A worldly and eccentric publicist, Andy Warhol has left his mark on contemporary art. His silkscreens of film stars have been seen around the world. A leading figure of Pop Art, he understood, before many others, the importance of the image in consumer society. Andy Warhol, whose real name was Andrew Warhola, was born in Pittsburgh on 6 August 1928. The son of Czech emigrants, he grew up in a poor environment. After losing his father at the age of 14, he graduated from high school. He then continued his studies at the Carnergie Institute of Technology from 1945 to 1948. It was there that he discovered advertising. In 1949, he moved to New York, a city that would greatly inspire him, and launched his career as an advertising designer. He worked for magazines such as Glamour, Vogue, The New Yorker and Harper's Bazaar. It was at this time that he began to make a name for himself, and decided to shorten his name from Andrew Warhola to Andy Warhol.
Bubbling with creative ideas, Andy Warhol donned his legendary platinum wig and began painting, starting with paintings of Popeye and Dick Tracy in 1960. But he quickly abandoned this comic book series when he discovered at the famous Leo Castelli gallery exhibition that Roy Lichtenstein had preceded him in this direction. Warhol then chose to reproduce consumer products in silkscreen. He made Campbell's soup cans and Coca-Cola bottles the stars of his paintings. In July 1962, he exhibited 32 Campbell's Soup cans in a New York gallery. In these paintings he stigmatised American consumer society and the standardisation of products. His works quickly met with great success, and he participated in the very first Pop Art exhibition at the Sidney Janis Gallery.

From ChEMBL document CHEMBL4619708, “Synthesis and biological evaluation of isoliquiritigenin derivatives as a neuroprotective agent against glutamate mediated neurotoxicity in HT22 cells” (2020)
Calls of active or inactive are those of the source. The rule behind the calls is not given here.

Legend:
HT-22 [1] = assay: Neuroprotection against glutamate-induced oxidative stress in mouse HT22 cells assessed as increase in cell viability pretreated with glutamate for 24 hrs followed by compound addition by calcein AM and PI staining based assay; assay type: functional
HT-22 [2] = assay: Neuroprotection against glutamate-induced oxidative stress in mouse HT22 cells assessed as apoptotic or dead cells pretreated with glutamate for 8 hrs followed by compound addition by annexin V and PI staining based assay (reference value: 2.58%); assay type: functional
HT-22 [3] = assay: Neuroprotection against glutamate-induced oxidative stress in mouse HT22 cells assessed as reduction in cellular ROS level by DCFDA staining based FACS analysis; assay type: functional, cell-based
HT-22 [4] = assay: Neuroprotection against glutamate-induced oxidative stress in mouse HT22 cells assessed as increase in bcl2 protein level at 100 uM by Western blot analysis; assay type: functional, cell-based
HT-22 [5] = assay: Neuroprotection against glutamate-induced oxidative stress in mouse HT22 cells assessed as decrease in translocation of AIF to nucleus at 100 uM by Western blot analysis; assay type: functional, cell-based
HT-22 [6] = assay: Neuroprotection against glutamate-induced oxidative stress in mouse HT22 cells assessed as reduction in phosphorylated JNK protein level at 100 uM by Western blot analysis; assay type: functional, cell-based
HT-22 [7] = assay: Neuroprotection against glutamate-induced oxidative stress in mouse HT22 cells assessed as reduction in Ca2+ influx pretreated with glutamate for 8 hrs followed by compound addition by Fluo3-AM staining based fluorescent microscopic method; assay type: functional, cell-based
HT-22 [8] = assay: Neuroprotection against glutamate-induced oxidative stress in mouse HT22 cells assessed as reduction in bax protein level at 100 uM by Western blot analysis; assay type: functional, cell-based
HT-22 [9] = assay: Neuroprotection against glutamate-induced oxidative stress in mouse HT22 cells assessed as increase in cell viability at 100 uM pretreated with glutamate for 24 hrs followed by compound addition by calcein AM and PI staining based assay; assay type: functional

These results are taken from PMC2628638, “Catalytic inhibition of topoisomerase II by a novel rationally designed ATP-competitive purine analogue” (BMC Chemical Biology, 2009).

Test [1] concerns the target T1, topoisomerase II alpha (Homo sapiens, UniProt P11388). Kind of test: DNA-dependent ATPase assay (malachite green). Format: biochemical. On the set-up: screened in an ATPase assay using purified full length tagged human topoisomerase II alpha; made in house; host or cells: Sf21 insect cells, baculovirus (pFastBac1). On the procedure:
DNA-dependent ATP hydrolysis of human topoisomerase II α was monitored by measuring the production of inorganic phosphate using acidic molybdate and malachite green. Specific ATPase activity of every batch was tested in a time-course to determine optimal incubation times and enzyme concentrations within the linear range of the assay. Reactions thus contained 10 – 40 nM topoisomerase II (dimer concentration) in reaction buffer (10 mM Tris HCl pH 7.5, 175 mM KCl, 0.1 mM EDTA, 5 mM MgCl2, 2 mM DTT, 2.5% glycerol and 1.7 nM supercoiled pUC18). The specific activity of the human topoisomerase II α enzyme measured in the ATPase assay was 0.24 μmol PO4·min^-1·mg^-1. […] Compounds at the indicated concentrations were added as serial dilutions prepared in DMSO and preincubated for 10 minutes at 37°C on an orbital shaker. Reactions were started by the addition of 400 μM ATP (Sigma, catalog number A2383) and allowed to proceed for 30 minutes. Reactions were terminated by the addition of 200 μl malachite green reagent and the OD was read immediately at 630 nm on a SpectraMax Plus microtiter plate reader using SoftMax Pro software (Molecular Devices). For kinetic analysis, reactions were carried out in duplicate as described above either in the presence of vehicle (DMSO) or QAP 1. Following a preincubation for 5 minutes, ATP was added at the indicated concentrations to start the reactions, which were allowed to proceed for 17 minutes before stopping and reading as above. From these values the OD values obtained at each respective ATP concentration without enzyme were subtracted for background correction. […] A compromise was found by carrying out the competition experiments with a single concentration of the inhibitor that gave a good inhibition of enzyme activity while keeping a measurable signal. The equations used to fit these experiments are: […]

In 1962, Andy Warhol revisited pictures of stars, such as the now famous series of silkscreens of Marilyn Monroe. His technique was to take black and white photographs, colour them in and then reproduce them in silkscreen. Warhol became the king of Pop Art and reigned over the New York underground. He produced the same paintings using the same process for the stars Elizabeth Taylor, Elvis Presley and Marlon Brando. In 1963, he recruited a battalion of assistants to whom he delegated the mass production of his creations. These practices led to a revolution in the art world.

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